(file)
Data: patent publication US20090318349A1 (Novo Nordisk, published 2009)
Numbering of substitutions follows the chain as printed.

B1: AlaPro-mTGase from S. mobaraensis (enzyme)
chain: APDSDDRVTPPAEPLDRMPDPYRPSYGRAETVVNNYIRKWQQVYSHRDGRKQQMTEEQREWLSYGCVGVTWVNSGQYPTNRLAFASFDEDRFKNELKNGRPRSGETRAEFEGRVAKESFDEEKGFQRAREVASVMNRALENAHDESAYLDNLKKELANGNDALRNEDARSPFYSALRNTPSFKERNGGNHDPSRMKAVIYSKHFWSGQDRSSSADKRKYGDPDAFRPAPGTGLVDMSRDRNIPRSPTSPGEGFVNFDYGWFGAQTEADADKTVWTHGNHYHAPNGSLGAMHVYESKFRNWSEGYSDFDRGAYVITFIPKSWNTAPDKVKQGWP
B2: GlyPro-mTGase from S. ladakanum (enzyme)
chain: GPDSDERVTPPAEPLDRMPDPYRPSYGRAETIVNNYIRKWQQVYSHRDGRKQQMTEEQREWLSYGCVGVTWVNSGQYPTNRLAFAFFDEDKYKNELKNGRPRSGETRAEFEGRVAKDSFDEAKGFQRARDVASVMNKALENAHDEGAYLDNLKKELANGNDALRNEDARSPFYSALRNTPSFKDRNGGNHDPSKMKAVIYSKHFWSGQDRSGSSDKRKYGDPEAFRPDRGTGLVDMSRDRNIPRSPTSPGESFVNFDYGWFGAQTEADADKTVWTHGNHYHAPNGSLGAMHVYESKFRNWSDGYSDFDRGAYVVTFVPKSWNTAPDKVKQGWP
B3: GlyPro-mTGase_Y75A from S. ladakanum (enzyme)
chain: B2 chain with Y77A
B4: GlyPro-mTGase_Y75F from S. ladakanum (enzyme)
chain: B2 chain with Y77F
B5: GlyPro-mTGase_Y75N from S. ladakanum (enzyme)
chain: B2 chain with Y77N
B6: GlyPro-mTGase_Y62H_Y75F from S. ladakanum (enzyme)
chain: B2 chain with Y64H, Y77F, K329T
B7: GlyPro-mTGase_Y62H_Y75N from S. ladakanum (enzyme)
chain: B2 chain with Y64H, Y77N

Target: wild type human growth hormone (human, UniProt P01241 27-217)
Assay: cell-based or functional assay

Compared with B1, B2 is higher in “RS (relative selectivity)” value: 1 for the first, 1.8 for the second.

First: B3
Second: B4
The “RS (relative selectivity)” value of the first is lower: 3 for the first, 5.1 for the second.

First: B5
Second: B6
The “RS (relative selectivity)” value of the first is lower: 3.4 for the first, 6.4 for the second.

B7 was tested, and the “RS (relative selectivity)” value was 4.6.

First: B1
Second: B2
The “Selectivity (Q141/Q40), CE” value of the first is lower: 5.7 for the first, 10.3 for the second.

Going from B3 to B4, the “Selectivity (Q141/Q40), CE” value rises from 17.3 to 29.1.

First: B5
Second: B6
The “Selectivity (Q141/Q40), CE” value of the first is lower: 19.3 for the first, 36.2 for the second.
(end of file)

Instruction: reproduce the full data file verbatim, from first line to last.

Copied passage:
Data: patent publication US20090318349A1 (Novo Nordisk, published 2009)
Numbering of substitutions follows the chain as printed.

B1: AlaPro-mTGase from S. mobaraensis (enzyme)
chain: APDSDDRVTPPAEPLDRMPDPYRPSYGRAETVVNNYIRKWQQVYSHRDGRKQQMTEEQREWLSYGCVGVTWVNSGQYPTNRLAFASFDEDRFKNELKNGRPRSGETRAEFEGRVAKESFDEEKGFQRAREVASVMNRALENAHDESAYLDNLKKELANGNDALRNEDARSPFYSALRNTPSFKERNGGNHDPSRMKAVIYSKHFWSGQDRSSSADKRKYGDPDAFRPAPGTGLVDMSRDRNIPRSPTSPGEGFVNFDYGWFGAQTEADADKTVWTHGNHYHAPNGSLGAMHVYESKFRNWSEGYSDFDRGAYVITFIPKSWNTAPDKVKQGWP
B2: GlyPro-mTGase from S. ladakanum (enzyme)
chain: GPDSDERVTPPAEPLDRMPDPYRPSYGRAETIVNNYIRKWQQVYSHRDGRKQQMTEEQREWLSYGCVGVTWVNSGQYPTNRLAFAFFDEDKYKNELKNGRPRSGETRAEFEGRVAKDSFDEAKGFQRARDVASVMNKALENAHDEGAYLDNLKKELANGNDALRNEDARSPFYSALRNTPSFKDRNGGNHDPSKMKAVIYSKHFWSGQDRSGSSDKRKYGDPEAFRPDRGTGLVDMSRDRNIPRSPTSPGESFVNFDYGWFGAQTEADADKTVWTHGNHYHAPNGSLGAMHVYESKFRNWSDGYSDFDRGAYVVTFVPKSWNTAPDKVKQGWP
B3: GlyPro-mTGase_Y75A from S. ladakanum (enzyme)
chain: B2 chain with Y77A
B4: GlyPro-mTGase_Y75F from S. ladakanum (enzyme)
chain: B2 chain with Y77F
B5: GlyPro-mTGase_Y75N from S. ladakanum (enzyme)
chain: B2 chain with Y77N
B6: GlyPro-mTGase_Y62H_Y75F from S. ladakanum (enzyme)
chain: B2 chain with Y64H, Y77F, K329T
B7: GlyPro-mTGase_Y62H_Y75N from S. ladakanum (enzyme)
chain: B2 chain with Y64H, Y77N

Target: wild type human growth hormone (human, UniProt P01241 27-217)
Assay: cell-based or functional assay

Compared with B1, B2 is higher in “RS (relative selectivity)” value: 1 for the first, 1.8 for the second.

First: B3
Second: B4
The “RS (relative selectivity)” value of the first is lower: 3 for the first, 5.1 for the second.

First: B5
Second: B6
The “RS (relative selectivity)” value of the first is lower: 3.4 for the first, 6.4 for the second.

B7 was tested, and the “RS (relative selectivity)” value was 4.6.

First: B1
Second: B2
The “Selectivity (Q141/Q40), CE” value of the first is lower: 5.7 for the first, 10.3 for the second.

Going from B3 to B4, the “Selectivity (Q141/Q40), CE” value rises from 17.3 to 29.1.

First: B5
Second: B6
The “Selectivity (Q141/Q40), CE” value of the first is lower: 19.3 for the first, 36.2 for the second.